The Justice of Parental Accountability: Hypothetical Disinterested Citizens and Real Victims' Voices in the Debate Over Expanded Parental Liability
Rhonda V. Magee
University of San Francisco
Temple Law Review, Vol. 75, No. 3, 2002
This article revisits the law of parental liability following recent horrific acts of violence by minors across the country. It begins with a brief discussion of prevailing parental liability law, then turns to a consideration of the concept of justice in tort law and its application in various real and hypothetical cases. The author next summarizes the insights of John Rawls and Mari Matsuda, discussing the application of their analytical metaphors to the issues of parental liability. The author concludes that parents should be subject to greater liability for the torts of their children, either through an expanded duty of supervision actionable in negligence or through adopting strict parental liability for harmful acts by minors. The author posits a new "Developmental Liability" - a theory of shared responsibility for the harm done by minors and discusses the implications of the proposed expansion of liability for parents, children and society as a whole.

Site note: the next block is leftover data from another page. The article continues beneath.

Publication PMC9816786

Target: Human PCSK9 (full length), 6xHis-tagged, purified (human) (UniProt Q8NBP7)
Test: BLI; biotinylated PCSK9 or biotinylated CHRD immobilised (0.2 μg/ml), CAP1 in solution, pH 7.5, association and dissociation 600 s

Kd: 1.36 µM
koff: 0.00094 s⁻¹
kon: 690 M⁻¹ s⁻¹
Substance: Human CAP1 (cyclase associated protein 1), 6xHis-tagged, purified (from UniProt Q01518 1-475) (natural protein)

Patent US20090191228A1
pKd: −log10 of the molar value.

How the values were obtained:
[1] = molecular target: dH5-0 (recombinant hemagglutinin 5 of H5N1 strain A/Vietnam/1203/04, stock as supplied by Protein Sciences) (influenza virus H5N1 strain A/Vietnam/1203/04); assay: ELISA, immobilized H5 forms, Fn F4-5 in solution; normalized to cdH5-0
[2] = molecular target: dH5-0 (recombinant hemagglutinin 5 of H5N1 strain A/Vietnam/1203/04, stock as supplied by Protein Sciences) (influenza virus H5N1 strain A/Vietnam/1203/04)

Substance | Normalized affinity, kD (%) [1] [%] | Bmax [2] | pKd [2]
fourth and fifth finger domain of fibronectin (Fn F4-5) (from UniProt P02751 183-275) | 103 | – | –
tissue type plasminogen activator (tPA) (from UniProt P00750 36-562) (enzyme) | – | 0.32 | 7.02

The article concludes that the common law should adopt a more expansive approach to claims seeking to hold parents and other potentially responsible parties liable for the torts of minor children in order to promote both a distributive and corrective justice.
Number of Pages in PDF File: 72
Keywords: tort law, parental liability, parental accountability, school violence, John Rawls, Mari Matsuda
JEL Classification: K13Accepted Paper Series
Date posted: February 24, 2008
© 2013 Social Science Electronic Publishing, Inc. All Rights Reserved.
This page was processed by apollo2 in 0.468 seconds